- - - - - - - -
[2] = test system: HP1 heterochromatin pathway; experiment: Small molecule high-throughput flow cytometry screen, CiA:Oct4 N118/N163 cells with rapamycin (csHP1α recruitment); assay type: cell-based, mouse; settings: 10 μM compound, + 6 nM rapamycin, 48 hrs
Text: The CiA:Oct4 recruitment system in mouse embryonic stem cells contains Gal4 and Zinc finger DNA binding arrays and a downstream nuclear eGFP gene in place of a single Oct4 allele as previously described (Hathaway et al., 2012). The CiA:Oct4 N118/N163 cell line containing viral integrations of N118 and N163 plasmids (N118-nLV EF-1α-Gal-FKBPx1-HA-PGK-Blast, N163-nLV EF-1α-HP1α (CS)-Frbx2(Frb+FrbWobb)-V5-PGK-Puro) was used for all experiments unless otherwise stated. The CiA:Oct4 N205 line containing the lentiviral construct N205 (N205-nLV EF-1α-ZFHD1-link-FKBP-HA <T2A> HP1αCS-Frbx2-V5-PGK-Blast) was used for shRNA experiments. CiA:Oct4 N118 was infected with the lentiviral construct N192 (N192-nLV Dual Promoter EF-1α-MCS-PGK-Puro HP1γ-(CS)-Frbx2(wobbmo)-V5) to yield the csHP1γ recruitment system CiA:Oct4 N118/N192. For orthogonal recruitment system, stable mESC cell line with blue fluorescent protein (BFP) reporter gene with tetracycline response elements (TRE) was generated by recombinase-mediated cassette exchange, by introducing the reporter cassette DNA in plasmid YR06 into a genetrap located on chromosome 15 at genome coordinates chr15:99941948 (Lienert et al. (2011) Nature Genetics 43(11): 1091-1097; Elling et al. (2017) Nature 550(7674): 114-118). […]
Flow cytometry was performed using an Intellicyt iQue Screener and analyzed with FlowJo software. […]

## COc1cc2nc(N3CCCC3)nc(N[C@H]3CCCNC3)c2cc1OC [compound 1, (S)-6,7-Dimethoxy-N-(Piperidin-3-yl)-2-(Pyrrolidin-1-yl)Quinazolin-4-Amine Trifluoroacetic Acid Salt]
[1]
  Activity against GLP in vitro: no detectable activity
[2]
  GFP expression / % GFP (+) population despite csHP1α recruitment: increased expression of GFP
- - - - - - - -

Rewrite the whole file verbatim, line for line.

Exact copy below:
[2] = test system: HP1 heterochromatin pathway; experiment: Small molecule high-throughput flow cytometry screen, CiA:Oct4 N118/N163 cells with rapamycin (csHP1α recruitment); assay type: cell-based, mouse; settings: 10 μM compound, + 6 nM rapamycin, 48 hrs
Text: The CiA:Oct4 recruitment system in mouse embryonic stem cells contains Gal4 and Zinc finger DNA binding arrays and a downstream nuclear eGFP gene in place of a single Oct4 allele as previously described (Hathaway et al., 2012). The CiA:Oct4 N118/N163 cell line containing viral integrations of N118 and N163 plasmids (N118-nLV EF-1α-Gal-FKBPx1-HA-PGK-Blast, N163-nLV EF-1α-HP1α (CS)-Frbx2(Frb+FrbWobb)-V5-PGK-Puro) was used for all experiments unless otherwise stated. The CiA:Oct4 N205 line containing the lentiviral construct N205 (N205-nLV EF-1α-ZFHD1-link-FKBP-HA <T2A> HP1αCS-Frbx2-V5-PGK-Blast) was used for shRNA experiments. CiA:Oct4 N118 was infected with the lentiviral construct N192 (N192-nLV Dual Promoter EF-1α-MCS-PGK-Puro HP1γ-(CS)-Frbx2(wobbmo)-V5) to yield the csHP1γ recruitment system CiA:Oct4 N118/N192. For orthogonal recruitment system, stable mESC cell line with blue fluorescent protein (BFP) reporter gene with tetracycline response elements (TRE) was generated by recombinase-mediated cassette exchange, by introducing the reporter cassette DNA in plasmid YR06 into a genetrap located on chromosome 15 at genome coordinates chr15:99941948 (Lienert et al. (2011) Nature Genetics 43(11): 1091-1097; Elling et al. (2017) Nature 550(7674): 114-118). […]
Flow cytometry was performed using an Intellicyt iQue Screener and analyzed with FlowJo software. […]

## COc1cc2nc(N3CCCC3)nc(N[C@H]3CCCNC3)c2cc1OC [compound 1, (S)-6,7-Dimethoxy-N-(Piperidin-3-yl)-2-(Pyrrolidin-1-yl)Quinazolin-4-Amine Trifluoroacetic Acid Salt]
[1]
  Activity against GLP in vitro: no detectable activity
[2]
  GFP expression / % GFP (+) population despite csHP1α recruitment: increased expression of GFP